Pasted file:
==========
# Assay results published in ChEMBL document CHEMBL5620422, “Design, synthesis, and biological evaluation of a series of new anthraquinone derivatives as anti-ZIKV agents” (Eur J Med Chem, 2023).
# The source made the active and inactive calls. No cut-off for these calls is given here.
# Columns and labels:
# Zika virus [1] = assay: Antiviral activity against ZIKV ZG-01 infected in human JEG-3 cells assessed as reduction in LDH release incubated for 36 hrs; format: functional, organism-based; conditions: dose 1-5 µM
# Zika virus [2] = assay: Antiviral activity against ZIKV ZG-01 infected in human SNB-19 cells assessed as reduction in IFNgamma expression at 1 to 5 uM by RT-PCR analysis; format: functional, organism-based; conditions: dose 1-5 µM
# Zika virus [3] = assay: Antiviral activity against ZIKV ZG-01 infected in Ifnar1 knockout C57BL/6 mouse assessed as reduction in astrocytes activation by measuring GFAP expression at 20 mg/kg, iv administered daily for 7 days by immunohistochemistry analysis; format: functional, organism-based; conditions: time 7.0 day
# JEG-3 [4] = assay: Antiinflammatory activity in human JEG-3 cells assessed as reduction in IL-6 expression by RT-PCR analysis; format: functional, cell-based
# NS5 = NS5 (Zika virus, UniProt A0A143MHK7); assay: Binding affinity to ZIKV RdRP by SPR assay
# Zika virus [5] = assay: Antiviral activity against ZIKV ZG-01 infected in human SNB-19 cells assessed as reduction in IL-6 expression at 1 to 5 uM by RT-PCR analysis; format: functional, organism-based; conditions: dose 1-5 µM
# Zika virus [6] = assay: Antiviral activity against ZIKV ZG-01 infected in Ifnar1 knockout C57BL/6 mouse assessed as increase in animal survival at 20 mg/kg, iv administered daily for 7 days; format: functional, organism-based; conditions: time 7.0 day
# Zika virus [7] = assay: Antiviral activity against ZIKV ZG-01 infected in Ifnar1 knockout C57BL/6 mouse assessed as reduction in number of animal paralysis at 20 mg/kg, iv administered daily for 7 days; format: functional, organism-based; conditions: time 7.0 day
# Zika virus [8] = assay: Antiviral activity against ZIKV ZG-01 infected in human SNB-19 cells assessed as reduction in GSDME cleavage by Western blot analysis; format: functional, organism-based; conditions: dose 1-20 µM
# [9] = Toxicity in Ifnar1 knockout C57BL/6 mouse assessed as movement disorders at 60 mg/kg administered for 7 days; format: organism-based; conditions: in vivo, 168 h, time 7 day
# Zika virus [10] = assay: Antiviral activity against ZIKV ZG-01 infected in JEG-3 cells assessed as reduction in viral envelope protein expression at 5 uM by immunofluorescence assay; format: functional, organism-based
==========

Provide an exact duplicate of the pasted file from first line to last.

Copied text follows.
# Assay results published in ChEMBL document CHEMBL5620422, “Design, synthesis, and biological evaluation of a series of new anthraquinone derivatives as anti-ZIKV agents” (Eur J Med Chem, 2023).
# The source made the active and inactive calls. No cut-off for these calls is given here.
# Columns and labels:
# Zika virus [1] = assay: Antiviral activity against ZIKV ZG-01 infected in human JEG-3 cells assessed as reduction in LDH release incubated for 36 hrs; format: functional, organism-based; conditions: dose 1-5 µM
# Zika virus [2] = assay: Antiviral activity against ZIKV ZG-01 infected in human SNB-19 cells assessed as reduction in IFNgamma expression at 1 to 5 uM by RT-PCR analysis; format: functional, organism-based; conditions: dose 1-5 µM
# Zika virus [3] = assay: Antiviral activity against ZIKV ZG-01 infected in Ifnar1 knockout C57BL/6 mouse assessed as reduction in astrocytes activation by measuring GFAP expression at 20 mg/kg, iv administered daily for 7 days by immunohistochemistry analysis; format: functional, organism-based; conditions: time 7.0 day
# JEG-3 [4] = assay: Antiinflammatory activity in human JEG-3 cells assessed as reduction in IL-6 expression by RT-PCR analysis; format: functional, cell-based
# NS5 = NS5 (Zika virus, UniProt A0A143MHK7); assay: Binding affinity to ZIKV RdRP by SPR assay
# Zika virus [5] = assay: Antiviral activity against ZIKV ZG-01 infected in human SNB-19 cells assessed as reduction in IL-6 expression at 1 to 5 uM by RT-PCR analysis; format: functional, organism-based; conditions: dose 1-5 µM
# Zika virus [6] = assay: Antiviral activity against ZIKV ZG-01 infected in Ifnar1 knockout C57BL/6 mouse assessed as increase in animal survival at 20 mg/kg, iv administered daily for 7 days; format: functional, organism-based; conditions: time 7.0 day
# Zika virus [7] = assay: Antiviral activity against ZIKV ZG-01 infected in Ifnar1 knockout C57BL/6 mouse assessed as reduction in number of animal paralysis at 20 mg/kg, iv administered daily for 7 days; format: functional, organism-based; conditions: time 7.0 day
# Zika virus [8] = assay: Antiviral activity against ZIKV ZG-01 infected in human SNB-19 cells assessed as reduction in GSDME cleavage by Western blot analysis; format: functional, organism-based; conditions: dose 1-20 µM
# [9] = Toxicity in Ifnar1 knockout C57BL/6 mouse assessed as movement disorders at 60 mg/kg administered for 7 days; format: organism-based; conditions: in vivo, 168 h, time 7 day
# Zika virus [10] = assay: Antiviral activity against ZIKV ZG-01 infected in JEG-3 cells assessed as reduction in viral envelope protein expression at 5 uM by immunofluorescence assay; format: functional, organism-based